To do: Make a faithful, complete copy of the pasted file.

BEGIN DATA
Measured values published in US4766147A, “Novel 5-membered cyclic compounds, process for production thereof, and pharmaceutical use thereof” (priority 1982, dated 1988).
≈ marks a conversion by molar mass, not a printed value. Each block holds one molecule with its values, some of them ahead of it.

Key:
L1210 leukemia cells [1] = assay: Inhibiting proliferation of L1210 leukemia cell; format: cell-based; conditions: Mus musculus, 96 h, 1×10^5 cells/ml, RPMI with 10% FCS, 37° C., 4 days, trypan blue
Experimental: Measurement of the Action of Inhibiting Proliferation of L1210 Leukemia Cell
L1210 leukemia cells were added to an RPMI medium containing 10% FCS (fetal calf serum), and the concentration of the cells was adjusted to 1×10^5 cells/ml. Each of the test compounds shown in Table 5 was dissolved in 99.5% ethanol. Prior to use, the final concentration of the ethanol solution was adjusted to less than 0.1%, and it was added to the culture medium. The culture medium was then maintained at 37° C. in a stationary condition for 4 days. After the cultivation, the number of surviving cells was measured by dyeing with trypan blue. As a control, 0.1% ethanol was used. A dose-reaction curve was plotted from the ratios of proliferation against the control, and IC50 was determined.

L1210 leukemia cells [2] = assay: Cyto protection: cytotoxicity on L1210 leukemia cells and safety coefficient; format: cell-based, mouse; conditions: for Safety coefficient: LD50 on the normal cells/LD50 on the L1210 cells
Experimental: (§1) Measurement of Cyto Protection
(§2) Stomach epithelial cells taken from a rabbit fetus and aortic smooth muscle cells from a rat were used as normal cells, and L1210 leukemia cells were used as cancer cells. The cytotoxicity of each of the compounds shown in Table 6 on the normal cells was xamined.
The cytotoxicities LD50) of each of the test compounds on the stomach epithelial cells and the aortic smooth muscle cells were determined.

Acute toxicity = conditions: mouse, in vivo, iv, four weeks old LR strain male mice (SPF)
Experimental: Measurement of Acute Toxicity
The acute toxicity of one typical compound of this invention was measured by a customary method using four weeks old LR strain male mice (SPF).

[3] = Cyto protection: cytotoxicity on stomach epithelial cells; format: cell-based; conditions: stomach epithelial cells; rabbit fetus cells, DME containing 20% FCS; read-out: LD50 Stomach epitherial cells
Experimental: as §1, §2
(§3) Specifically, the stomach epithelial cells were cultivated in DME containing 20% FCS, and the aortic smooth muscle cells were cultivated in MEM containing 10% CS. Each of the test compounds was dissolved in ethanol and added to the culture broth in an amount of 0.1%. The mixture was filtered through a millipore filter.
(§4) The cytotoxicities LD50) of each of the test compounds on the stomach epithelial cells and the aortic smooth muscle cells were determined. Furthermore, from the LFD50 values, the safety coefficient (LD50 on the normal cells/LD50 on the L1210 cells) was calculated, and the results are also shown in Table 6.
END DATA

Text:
Measured values published in US4766147A, “Novel 5-membered cyclic compounds, process for production thereof, and pharmaceutical use thereof” (priority 1982, dated 1988).
≈ marks a conversion by molar mass, not a printed value. Each block holds one molecule with its values, some of them ahead of it.

Key:
L1210 leukemia cells [1] = assay: Inhibiting proliferation of L1210 leukemia cell; format: cell-based; conditions: Mus musculus, 96 h, 1×10^5 cells/ml, RPMI with 10% FCS, 37° C., 4 days, trypan blue
Experimental: Measurement of the Action of Inhibiting Proliferation of L1210 Leukemia Cell
L1210 leukemia cells were added to an RPMI medium containing 10% FCS (fetal calf serum), and the concentration of the cells was adjusted to 1×10^5 cells/ml. Each of the test compounds shown in Table 5 was dissolved in 99.5% ethanol. Prior to use, the final concentration of the ethanol solution was adjusted to less than 0.1%, and it was added to the culture medium. The culture medium was then maintained at 37° C. in a stationary condition for 4 days. After the cultivation, the number of surviving cells was measured by dyeing with trypan blue. As a control, 0.1% ethanol was used. A dose-reaction curve was plotted from the ratios of proliferation against the control, and IC50 was determined.

L1210 leukemia cells [2] = assay: Cyto protection: cytotoxicity on L1210 leukemia cells and safety coefficient; format: cell-based, mouse; conditions: for Safety coefficient: LD50 on the normal cells/LD50 on the L1210 cells
Experimental: (§1) Measurement of Cyto Protection
(§2) Stomach epithelial cells taken from a rabbit fetus and aortic smooth muscle cells from a rat were used as normal cells, and L1210 leukemia cells were used as cancer cells. The cytotoxicity of each of the compounds shown in Table 6 on the normal cells was xamined.
The cytotoxicities LD50) of each of the test compounds on the stomach epithelial cells and the aortic smooth muscle cells were determined.

Acute toxicity = conditions: mouse, in vivo, iv, four weeks old LR strain male mice (SPF)
Experimental: Measurement of Acute Toxicity
The acute toxicity of one typical compound of this invention was measured by a customary method using four weeks old LR strain male mice (SPF).

[3] = Cyto protection: cytotoxicity on stomach epithelial cells; format: cell-based; conditions: stomach epithelial cells; rabbit fetus cells, DME containing 20% FCS; read-out: LD50 Stomach epitherial cells
Experimental: as §1, §2
(§3) Specifically, the stomach epithelial cells were cultivated in DME containing 20% FCS, and the aortic smooth muscle cells were cultivated in MEM containing 10% CS. Each of the test compounds was dissolved in ethanol and added to the culture broth in an amount of 0.1%. The mixture was filtered through a millipore filter.
(§4) The cytotoxicities LD50) of each of the test compounds on the stomach epithelial cells and the aortic smooth muscle cells were determined. Furthermore, from the LFD50 values, the safety coefficient (LD50 on the normal cells/LD50 on the L1210 cells) was calculated, and the results are also shown in Table 6.